Beneath the epidermis, in the dermis, or true skin (which unlike the epidermis is entirely a living thing), are found the nerves. They register pleasure, pain, touch, heat and cold. Here, too, is a rich supply of blood vessels and lymphatics plus all the various skin appendages: the hair follicles, with their sebaceous glands, and the sweat glands. Also important in the dermis is an elaborate network of fibers, made by special cells called fibroblasts. These fibers look like the warp and weft of fine cloth. They are collectively known as connective tissues, and are made up mostly of protein called collagen together with about 2 percent elastin. This network gives your skin its form and resilience. So long as it remains smooth and ordered, your skin stays young-looking and firm. When its fibers start to bunch up and harden or to cross-link and become disorganized, your skin rapidly begins to sag, to wrinkle, and to age. This aging process has many causes. It can occur as a result of exposure to the sun, internal wear and tear from illness, or an insufficiency of certain vitamins and minerals (particularly vitamin C and the trace element zinc), or exposure to cigarette smoke and pollution. It also appears to be part of your genetic programming.
Much of the beauty and health of your skin depends on the dermal layer. The things it needs to stay strong and healthy come as much – if not more – from the inside than from what you apply to skin. This internal aspect of skin care is what is most ignored. Few women even consider it, and yet without ensuring that the dermis gets all it needs through optimum nutrition and regular exercise (not only for the face but also for the body as a whole), there is no way you can prevent or correct the disorganization of connective tissue, its consequent loss of tone, and the resulting deep line formation on the face.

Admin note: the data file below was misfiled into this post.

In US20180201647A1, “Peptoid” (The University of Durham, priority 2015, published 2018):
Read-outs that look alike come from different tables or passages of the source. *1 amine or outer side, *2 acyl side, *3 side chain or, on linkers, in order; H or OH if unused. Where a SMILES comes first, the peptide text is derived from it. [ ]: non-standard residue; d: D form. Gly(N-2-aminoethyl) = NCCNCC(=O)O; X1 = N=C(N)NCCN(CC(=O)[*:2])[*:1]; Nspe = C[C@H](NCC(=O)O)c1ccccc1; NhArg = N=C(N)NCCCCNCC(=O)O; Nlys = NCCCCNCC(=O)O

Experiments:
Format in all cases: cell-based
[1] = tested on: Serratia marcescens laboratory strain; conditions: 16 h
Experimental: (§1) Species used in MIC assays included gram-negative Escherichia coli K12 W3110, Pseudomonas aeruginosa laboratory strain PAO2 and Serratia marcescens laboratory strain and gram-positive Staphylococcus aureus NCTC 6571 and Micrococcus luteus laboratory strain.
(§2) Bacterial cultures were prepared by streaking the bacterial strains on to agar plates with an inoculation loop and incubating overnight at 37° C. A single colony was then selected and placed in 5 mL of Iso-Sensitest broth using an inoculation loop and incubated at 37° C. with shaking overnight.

Underneath the dermis, in the subcutaneous tissue, are layers of muscle and fatty tissue which act as insulation to the body and which also give young female skin its characteristic (and very attractive) padding. When this padding starts to go, either because of hormonal changes that come with age or because of simple neglect, your skin loses tone and firmness.
Truly effective skin care has to ensure the continuous health and proper functioning of all three layers, to preserve beauty. This means treatment and protection from the outside of the epidermis. It also means treatment of the dermis through first-rate nutrition, vitamins and minerals, rest and exercise, and perhaps, too, the application of specific essential oils, fatty acids such as gamma linolenic acid (GLA), certain vitamins such as vitamin E, and/or other active substances which can be absorbed through the skin’s outer layers into the dermis to stimulate cell metabolism, encourage waste elimination from cells, and help protect and preserve the collagen and elastin fibers. Finally, the subcutaneous layer has to be kept intact by maintaining a firm and well-used, healthy body. In other words, really good skin care for lasting beauty has to tackle the challenge simultaneously from within and without. And there are no shortcuts.